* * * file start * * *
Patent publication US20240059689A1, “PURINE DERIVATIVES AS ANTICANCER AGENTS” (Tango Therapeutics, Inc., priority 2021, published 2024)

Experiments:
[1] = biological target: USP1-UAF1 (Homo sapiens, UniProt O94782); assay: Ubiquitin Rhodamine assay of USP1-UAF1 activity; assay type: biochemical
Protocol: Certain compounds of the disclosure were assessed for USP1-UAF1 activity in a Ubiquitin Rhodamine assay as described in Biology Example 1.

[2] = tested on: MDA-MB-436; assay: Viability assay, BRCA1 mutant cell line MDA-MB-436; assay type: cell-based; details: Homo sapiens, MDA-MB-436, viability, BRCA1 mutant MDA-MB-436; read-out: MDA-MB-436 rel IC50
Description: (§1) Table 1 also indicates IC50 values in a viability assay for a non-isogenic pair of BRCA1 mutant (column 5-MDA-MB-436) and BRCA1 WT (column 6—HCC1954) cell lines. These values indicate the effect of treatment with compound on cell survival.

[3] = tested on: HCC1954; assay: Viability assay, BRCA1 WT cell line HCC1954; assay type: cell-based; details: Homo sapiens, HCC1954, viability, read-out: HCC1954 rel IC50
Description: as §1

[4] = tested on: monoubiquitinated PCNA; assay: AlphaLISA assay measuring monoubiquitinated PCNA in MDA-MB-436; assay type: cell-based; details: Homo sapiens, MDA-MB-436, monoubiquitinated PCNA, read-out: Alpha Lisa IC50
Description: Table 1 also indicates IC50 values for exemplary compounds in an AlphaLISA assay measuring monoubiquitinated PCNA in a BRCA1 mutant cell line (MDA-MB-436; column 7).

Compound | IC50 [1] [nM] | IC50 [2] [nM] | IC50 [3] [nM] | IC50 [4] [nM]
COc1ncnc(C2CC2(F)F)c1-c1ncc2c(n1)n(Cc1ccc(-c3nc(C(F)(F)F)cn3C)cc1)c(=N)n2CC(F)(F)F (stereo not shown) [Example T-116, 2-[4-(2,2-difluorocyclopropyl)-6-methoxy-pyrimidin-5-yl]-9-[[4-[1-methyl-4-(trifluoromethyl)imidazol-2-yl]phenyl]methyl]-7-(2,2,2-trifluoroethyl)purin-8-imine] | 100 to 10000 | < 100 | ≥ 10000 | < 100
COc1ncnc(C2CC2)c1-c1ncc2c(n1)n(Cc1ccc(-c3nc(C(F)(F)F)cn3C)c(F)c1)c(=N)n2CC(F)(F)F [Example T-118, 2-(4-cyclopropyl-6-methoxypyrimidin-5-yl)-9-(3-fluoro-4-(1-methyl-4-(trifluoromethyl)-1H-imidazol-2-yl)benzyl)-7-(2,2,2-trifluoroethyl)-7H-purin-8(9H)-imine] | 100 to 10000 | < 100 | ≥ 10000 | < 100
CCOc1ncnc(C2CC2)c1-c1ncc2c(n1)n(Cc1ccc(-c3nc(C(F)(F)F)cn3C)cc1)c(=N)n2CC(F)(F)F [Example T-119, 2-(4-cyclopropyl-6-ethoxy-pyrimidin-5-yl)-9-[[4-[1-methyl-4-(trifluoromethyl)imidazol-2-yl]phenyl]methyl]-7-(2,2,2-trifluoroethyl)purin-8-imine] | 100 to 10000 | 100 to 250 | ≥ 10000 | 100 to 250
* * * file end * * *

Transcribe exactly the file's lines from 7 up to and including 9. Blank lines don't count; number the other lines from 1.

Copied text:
[3] = tested on: HCC1954; assay: Viability assay, BRCA1 WT cell line HCC1954; assay type: cell-based; details: Homo sapiens, HCC1954, viability, read-out: HCC1954 rel IC50
Description: as §1

[4] = tested on: monoubiquitinated PCNA; assay: AlphaLISA assay measuring monoubiquitinated PCNA in MDA-MB-436; assay type: cell-based; details: Homo sapiens, MDA-MB-436, monoubiquitinated PCNA, read-out: Alpha Lisa IC50